March 08, 2014
Indonesia's economic growth slowed in 2013, a trend some believe is tied to a smaller number of migrant workers abroad sending home less money.
"Migrant workers contributed roughly 1% to our GDP. The declining number of Indonesian migrant workers will likely have some impact on the Indonesian economy," said Magdalena Hariyati, director of the Karena Kasih Foundation in Madiun. The organisation empowers Indonesian women by training them in various skills.
Government figures show the number of workers Indonesia sent abroad largely decreased over the past four years: 512,168 workers in 2013, 494,609 in 2012, 586,802 in 2011. Meanwhile, growth slowed to 5.7% in last year from 6.2% in 2012.
Magdalena suggested at least two factors contributed to the decline in migrant workers, drawing parallels to Saudi Arabia's expuslion of nearly 8,000 Indonesian workers last year under its new Saudi Nitiqat labour law.
"First, the number of employment opportunities in the destination countries is declining," she said. "Second, our migrant workers are still limited in terms of job skills and human resources development.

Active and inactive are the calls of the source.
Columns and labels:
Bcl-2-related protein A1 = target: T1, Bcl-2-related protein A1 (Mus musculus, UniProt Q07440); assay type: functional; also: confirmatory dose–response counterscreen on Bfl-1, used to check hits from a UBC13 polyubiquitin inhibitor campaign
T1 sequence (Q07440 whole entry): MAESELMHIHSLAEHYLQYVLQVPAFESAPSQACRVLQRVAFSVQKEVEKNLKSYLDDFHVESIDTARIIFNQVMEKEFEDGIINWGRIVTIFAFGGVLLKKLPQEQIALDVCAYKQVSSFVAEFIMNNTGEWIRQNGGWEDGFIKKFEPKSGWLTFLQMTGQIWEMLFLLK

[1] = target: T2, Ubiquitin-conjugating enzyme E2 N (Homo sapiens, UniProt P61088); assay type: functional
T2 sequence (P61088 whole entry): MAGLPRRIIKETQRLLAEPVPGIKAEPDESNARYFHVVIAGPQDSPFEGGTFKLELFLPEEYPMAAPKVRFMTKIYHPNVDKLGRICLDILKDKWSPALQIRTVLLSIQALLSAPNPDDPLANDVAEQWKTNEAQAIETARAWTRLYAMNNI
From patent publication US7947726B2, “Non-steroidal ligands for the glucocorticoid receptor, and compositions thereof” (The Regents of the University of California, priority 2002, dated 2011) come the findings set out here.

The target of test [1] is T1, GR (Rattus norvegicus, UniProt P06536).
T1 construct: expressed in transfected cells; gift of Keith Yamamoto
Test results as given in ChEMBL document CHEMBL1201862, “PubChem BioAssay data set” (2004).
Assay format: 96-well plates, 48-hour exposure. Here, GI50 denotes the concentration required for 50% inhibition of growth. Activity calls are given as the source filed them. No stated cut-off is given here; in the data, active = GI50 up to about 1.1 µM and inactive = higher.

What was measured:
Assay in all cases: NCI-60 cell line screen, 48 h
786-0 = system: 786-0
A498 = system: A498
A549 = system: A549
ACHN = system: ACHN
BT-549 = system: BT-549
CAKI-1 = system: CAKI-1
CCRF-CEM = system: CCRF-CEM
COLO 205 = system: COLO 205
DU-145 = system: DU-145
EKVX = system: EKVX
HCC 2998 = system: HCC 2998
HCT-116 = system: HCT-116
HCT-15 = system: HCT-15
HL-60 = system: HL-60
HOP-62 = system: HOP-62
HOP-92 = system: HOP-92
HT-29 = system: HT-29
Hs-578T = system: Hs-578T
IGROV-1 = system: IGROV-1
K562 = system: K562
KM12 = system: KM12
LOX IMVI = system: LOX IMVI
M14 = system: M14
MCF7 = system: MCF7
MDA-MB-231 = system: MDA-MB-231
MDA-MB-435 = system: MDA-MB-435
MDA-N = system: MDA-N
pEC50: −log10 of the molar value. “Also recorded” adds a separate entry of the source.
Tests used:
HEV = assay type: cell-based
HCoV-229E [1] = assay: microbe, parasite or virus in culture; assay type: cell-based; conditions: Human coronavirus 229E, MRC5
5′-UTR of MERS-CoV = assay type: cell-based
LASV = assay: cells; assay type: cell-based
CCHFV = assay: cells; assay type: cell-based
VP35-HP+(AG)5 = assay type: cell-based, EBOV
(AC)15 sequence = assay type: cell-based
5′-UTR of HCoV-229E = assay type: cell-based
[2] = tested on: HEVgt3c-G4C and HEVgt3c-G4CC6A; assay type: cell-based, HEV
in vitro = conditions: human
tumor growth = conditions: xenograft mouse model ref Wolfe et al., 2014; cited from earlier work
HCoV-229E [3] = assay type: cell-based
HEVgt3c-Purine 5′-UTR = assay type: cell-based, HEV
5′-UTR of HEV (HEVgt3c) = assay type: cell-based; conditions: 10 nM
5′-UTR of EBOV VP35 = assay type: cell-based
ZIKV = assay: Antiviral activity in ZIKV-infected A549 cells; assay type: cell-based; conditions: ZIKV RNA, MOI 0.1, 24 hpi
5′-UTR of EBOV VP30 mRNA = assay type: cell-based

"We have three important programmes in developing the quality of job skills for women. We are working on entrepreneur skills, exposing women to various technologies and communication skills," said Magadalena.
University of Widya Mandala Madiun graduate student Vina Hendrarti agreed migrant workers must develop new skills to land jobs abroad.
"I've heard that Indonesian workers overseas receive lower payments than those from other countries. But if we continue to be prepared with various skills, we can see some changes," she said. "We will be able to compete internationally and continue to contribute to economic growth."
Meanwhile inside Indonesia, foreign workers declined to 68,957 last year from 72,427 in 2012 due to various international policies and the global economy, Antara quoted Manpower and Transmigration Minister Muhaimin Iskandar as saying.
"With changing numbers of workers in and outside the country, there will be some changes in our economic growth, but we are still optimistic that Indonesian economic growth will be in the range of 5.8 to 6.2%," Bank Indonesia Governor Agus Martowardojo told Khabar.